common tongue.

Wisely, Erasmus decided that he could no
longer steer a middle course and stay neutral in the religious debate.
He was especially critical of the monks and their dissolute ways; those of
Louvain particularly resented his intervention with the church hierarchy
to whom Erasmus regularly wrote.  Erasmus then went to Basle where he worked in the shop of the printer Frobenius and completed his New Testament
and a work on St Jerome. From Basle he distributed the
New Testament to his friends in the universities of London Oxford, and Cambridge. Appearing in 1516 and dedicated to
his friend Pope Leo X, it
contained parallel  columns of the Greek text and the Latin
translation and gave a much purer translation. He had consulted some nine
manuscripts and explained to the Pope that he had merely corrected errors
that had crept in. The Testament was well received and endorsed by the
Bishop of Basle. But there were still the malcontents who brought
forth indignant cries that he had `changed` the holy word.  For years the only available version had been the Vulgate but Erasmus`s work brought home to the clerics and people alike that the
Vulgate was, after all, only a second hand version of the Scriptures and
not the sacred work of repute. A second volume was published in 1519; the
two ran to three thousand three hundred copies.

Despite acceptance of the translated New
Testament by the Pope, the inevitable clamour
arose from the priests who saw that their authority would be undermined if
the original Latin version was confuted. Their objections were such that
they even used the confessional to warn young
students against it. Some colleges forbid it. A great effort was made
by the clerics to spread their objections among the poorer people, being unable to voice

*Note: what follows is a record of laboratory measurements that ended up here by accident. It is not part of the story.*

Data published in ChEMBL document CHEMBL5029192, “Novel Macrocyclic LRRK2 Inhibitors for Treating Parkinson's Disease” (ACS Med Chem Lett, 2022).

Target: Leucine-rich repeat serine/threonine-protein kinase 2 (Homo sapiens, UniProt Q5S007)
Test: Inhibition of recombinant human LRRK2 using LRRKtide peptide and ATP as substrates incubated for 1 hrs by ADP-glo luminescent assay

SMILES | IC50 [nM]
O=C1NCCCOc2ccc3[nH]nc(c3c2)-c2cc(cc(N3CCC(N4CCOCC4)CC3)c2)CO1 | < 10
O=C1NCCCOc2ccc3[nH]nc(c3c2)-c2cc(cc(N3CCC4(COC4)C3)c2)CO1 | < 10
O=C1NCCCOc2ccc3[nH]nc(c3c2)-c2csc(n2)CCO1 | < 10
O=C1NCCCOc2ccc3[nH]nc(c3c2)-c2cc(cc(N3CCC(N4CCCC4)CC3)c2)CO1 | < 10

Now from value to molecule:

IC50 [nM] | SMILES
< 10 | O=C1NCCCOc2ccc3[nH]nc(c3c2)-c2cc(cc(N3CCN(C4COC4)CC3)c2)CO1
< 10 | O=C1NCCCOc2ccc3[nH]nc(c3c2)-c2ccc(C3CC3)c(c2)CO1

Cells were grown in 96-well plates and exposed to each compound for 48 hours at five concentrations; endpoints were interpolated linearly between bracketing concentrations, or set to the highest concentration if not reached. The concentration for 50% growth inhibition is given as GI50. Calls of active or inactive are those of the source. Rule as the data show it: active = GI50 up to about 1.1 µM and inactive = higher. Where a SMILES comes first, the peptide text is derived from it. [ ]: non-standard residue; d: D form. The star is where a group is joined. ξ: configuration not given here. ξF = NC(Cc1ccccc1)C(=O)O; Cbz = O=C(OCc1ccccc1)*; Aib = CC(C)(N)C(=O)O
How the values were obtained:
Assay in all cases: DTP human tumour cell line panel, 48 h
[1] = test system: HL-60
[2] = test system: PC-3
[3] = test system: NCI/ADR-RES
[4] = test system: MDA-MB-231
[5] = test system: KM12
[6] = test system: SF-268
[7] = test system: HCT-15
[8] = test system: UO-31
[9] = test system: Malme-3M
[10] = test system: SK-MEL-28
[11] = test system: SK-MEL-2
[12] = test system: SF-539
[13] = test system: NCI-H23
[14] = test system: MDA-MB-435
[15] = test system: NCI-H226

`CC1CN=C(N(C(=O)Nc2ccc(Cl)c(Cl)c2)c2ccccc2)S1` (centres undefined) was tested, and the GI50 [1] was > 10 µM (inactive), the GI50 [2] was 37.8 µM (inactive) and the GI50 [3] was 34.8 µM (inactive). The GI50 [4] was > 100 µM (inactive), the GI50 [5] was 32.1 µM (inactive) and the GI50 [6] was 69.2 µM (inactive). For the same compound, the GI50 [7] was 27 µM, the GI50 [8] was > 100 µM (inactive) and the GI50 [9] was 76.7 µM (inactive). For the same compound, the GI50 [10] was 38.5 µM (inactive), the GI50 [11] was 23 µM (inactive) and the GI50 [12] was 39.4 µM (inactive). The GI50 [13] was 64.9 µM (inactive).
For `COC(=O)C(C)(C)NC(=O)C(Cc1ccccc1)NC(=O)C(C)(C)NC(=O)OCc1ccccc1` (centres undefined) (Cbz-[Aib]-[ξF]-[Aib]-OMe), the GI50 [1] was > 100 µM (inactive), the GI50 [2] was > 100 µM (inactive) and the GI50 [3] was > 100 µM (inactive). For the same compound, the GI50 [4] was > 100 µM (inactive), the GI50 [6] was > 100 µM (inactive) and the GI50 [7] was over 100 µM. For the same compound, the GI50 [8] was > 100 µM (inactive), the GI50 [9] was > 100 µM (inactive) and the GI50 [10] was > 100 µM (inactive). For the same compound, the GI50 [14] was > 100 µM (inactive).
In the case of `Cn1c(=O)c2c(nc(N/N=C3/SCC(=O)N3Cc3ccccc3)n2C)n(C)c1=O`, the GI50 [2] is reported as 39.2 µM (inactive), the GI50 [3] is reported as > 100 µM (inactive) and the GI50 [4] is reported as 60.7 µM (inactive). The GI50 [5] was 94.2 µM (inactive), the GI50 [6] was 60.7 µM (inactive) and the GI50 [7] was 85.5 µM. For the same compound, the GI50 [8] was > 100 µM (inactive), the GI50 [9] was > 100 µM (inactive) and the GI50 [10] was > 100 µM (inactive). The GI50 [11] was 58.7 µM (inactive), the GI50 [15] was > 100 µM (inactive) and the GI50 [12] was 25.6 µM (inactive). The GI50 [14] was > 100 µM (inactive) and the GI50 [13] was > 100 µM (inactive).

them to the educated and well of. The clerics of all ranks did
their worst, accusing Erasmus of heresy, aggrieved that there was `no
longer anything in common between the Holy Ghost and monks`.  An
instance of his heresy they claimed was that he had changed  Matthew
iv, 17 so that man was called to repent  instead of (as in the
Vulgate) to do penance.

Erasmus said of the monks

” none barked more furiously 
than those who never saw even the outside of the book.”

and fuelled the flames of
the clerical fears by declaring

“Perhaps it may be
necessary to conceal the secrets of kings, but we must publish the
mysteries  of Christ.”

In Wittenberg another
former monk (Martin Luther)  nailed his thoughts and criticisms of
indulgences to the church door, and
transformed the desire for reform from a supine intellectual debate into
one of positive action.

Among those who
were affected by his work were Thomas
and William Tyndale who used the
third edition of Erasmus`s work to produce his own English New Testament.

Erasmus was as much interested in the
establishment of literature and the sciences, as he was in religious
debate. He was at odds with Luther for much of the time, but held him in
such high regard despite their differences, that he repeatedly refused to
write against him. He received many promises of substantial reward,
including bishoprics, if he undertook such a task, but in the end he
defended Luther . Importantly he made  his support to Frederick,
Elector of Saxony, to whom he said that Luther had justly censured 
many abuses and errors which, for the sake of the health of the church,
required reform; that Luther`s doctrine  was right in the main, but
it had not been delivered by him ” with a proper temper and due

A prodigious author, Erasmus was the
greatest scholar of his age and esteemed by most who came into contact
with him, both Protestant and Catholic. It is important to remember that
his criticisms and satire about the Folly of man et al, was well
established, as was his reputation as an outstanding scholar, before
the religious differences became an issue. His particular contribution to
religion were his new editions  of works by Jerome, Cyprian, Hilary, Irenaeus, Ambrose, Augustin, Arnobius, Algerus and Origen; and the many
translations from the Greek into Latin – not least the New Testament which
filled a huge void in the understanding of the people when most needed. As
to his own religion, it is said that he lived a Catholic but died a
Protestant. Had he been able to establish a new religion he would have
been moderate, latitudinarian as to creed, with few articles of faith and
those with primitive simplicity.